Is there a meaningful way to refute an article? I tend to think that it must be one through which the author can at least learn something.
- 1. The refusal must be motivated. To say "it does not suit our journal" is not enough. The author should be given enough elements to judge and improve.
- 2. The review process must be as transparent as possible.
- 3. The reviewers must not be suspected of not being able to understand or to evaluate the article (i.e., they must know its topic well enough to be able to evaluate its value).
- 4. If possible, rather than refute, one might suggest improvements. Of course, this implies that the dead-line must allow extra time for substantial improvements. It is just sad to know that you are given no second chance, although the problems pointed out might have been remedied.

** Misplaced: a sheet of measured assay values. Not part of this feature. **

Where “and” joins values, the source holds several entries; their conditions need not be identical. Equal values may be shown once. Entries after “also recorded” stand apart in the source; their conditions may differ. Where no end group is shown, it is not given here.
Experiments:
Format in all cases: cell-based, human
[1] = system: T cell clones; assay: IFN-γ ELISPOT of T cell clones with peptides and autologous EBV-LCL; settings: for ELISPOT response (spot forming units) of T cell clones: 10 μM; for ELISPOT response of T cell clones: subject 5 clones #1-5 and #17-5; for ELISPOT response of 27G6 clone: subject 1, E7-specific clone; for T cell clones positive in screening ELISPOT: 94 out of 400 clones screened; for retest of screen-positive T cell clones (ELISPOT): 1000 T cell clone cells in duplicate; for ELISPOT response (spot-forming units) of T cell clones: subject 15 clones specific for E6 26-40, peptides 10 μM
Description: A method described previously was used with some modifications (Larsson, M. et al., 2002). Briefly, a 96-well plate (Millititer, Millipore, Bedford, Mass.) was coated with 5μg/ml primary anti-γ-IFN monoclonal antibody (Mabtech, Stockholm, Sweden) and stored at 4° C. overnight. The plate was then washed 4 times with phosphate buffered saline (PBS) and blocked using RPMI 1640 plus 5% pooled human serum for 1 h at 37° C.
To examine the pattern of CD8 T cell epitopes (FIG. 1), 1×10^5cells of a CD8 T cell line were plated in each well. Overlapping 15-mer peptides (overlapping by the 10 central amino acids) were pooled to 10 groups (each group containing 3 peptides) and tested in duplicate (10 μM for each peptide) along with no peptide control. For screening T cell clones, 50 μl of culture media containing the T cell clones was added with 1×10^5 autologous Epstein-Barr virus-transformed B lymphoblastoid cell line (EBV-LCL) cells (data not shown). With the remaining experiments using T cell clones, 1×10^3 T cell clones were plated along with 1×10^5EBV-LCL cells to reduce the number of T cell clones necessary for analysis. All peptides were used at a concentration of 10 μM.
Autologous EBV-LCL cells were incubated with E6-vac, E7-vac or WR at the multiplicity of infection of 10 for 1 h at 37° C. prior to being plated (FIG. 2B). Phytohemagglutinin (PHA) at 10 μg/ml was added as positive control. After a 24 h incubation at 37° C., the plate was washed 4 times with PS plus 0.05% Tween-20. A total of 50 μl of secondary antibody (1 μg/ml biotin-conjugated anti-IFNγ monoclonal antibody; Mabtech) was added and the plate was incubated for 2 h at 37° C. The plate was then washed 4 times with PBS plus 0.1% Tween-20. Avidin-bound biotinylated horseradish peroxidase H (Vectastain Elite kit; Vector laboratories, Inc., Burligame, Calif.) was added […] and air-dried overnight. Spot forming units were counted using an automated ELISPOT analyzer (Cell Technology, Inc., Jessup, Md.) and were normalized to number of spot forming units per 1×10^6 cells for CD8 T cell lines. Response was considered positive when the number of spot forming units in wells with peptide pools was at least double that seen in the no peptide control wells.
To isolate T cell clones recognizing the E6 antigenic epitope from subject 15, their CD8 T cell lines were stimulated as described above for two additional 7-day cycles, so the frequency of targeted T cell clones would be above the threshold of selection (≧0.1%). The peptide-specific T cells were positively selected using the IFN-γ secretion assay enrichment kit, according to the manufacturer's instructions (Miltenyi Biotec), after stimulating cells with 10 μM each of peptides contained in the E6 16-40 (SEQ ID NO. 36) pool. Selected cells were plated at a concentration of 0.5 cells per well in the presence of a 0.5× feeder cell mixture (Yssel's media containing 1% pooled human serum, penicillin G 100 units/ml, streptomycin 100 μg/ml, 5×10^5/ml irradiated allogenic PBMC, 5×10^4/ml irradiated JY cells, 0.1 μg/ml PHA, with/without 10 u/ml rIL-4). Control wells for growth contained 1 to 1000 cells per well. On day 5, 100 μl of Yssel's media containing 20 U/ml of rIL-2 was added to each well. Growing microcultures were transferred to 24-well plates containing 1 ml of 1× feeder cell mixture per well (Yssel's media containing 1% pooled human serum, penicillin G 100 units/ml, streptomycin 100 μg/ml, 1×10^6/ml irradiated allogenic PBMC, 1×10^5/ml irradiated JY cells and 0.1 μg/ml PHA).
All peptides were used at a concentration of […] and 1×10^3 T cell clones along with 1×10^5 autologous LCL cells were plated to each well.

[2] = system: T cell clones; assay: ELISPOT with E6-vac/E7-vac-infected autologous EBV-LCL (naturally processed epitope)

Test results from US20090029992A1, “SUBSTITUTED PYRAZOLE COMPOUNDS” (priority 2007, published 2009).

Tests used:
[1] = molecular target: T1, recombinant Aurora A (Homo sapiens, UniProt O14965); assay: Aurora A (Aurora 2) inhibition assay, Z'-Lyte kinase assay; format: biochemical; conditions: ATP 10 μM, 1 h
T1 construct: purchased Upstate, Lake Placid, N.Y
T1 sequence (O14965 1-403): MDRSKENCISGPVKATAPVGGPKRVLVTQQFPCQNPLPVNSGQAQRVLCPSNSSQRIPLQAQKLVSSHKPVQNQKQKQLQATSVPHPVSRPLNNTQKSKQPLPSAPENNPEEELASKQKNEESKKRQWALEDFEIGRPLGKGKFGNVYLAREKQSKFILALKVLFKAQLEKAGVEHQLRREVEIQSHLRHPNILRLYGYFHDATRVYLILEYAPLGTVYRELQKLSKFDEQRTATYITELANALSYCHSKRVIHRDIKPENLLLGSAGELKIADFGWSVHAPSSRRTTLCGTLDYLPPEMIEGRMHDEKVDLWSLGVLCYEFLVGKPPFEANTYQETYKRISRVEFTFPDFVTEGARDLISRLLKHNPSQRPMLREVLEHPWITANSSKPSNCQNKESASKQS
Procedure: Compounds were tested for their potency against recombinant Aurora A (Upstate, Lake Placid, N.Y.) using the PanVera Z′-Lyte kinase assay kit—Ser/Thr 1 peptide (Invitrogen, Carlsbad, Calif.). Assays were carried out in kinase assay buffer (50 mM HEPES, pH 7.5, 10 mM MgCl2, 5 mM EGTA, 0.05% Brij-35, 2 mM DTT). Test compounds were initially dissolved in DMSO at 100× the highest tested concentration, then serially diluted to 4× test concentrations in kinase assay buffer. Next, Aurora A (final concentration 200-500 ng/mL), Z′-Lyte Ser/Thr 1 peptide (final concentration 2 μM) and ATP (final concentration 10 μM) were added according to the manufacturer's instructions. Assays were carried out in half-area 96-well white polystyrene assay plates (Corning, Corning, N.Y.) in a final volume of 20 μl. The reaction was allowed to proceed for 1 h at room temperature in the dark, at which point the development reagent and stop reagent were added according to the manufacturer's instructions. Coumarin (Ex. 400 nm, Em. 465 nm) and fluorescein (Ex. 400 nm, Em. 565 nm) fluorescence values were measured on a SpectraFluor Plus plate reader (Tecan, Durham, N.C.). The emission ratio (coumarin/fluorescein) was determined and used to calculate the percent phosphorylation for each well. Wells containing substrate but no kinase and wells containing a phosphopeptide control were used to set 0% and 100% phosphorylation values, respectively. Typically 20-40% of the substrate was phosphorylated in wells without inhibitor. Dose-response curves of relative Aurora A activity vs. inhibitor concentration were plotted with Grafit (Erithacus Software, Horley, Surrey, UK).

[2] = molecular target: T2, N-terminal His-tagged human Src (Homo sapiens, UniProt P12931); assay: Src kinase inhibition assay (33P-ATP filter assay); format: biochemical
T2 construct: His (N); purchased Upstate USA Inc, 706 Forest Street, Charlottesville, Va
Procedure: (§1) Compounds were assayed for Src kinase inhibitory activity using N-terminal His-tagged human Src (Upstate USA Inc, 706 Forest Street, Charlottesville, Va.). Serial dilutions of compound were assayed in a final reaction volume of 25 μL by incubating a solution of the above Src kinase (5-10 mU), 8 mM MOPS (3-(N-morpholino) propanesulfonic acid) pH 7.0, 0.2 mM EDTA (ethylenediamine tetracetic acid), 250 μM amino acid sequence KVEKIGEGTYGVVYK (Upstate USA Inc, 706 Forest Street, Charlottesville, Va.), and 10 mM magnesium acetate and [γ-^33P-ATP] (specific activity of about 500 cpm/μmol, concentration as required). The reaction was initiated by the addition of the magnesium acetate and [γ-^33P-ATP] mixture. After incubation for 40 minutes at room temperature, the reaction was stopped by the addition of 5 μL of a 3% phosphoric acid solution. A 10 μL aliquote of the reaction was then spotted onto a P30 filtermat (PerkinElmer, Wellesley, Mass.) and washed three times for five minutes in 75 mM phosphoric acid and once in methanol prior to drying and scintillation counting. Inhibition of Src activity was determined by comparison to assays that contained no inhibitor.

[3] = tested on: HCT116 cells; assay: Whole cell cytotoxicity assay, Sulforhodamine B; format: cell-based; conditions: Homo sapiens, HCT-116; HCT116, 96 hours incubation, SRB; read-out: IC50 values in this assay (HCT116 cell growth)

- 5. Particular caution might be needed in case of papers which cannot be "recycled". In other words, before asking for a paper in Montenegrin about a finety of ancient Indian phonetism, consider whether the author is really likely to produce something you will be able to publish.
By the way, I have just had an article refuted by a journal whose editor had asked me to write something for a special issue (on a topic connected to religions). This made me rethink about the general topic of refuting articles from a different standpoint:-))